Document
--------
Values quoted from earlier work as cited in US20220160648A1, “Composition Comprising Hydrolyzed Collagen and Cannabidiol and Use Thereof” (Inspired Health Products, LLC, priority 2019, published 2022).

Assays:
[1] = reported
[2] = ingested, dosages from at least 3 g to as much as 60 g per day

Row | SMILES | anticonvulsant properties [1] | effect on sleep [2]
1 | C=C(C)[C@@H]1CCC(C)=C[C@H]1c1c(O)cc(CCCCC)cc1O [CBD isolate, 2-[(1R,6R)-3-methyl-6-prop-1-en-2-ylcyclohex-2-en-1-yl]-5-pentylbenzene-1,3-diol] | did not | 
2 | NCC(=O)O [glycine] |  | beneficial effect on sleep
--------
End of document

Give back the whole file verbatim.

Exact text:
Values quoted from earlier work as cited in US20220160648A1, “Composition Comprising Hydrolyzed Collagen and Cannabidiol and Use Thereof” (Inspired Health Products, LLC, priority 2019, published 2022).

Assays:
[1] = reported
[2] = ingested, dosages from at least 3 g to as much as 60 g per day

Row | SMILES | anticonvulsant properties [1] | effect on sleep [2]
1 | C=C(C)[C@@H]1CCC(C)=C[C@H]1c1c(O)cc(CCCCC)cc1O [CBD isolate, 2-[(1R,6R)-3-methyl-6-prop-1-en-2-ylcyclohex-2-en-1-yl]-5-pentylbenzene-1,3-diol] | did not | 
2 | NCC(=O)O [glycine] |  | beneficial effect on sleep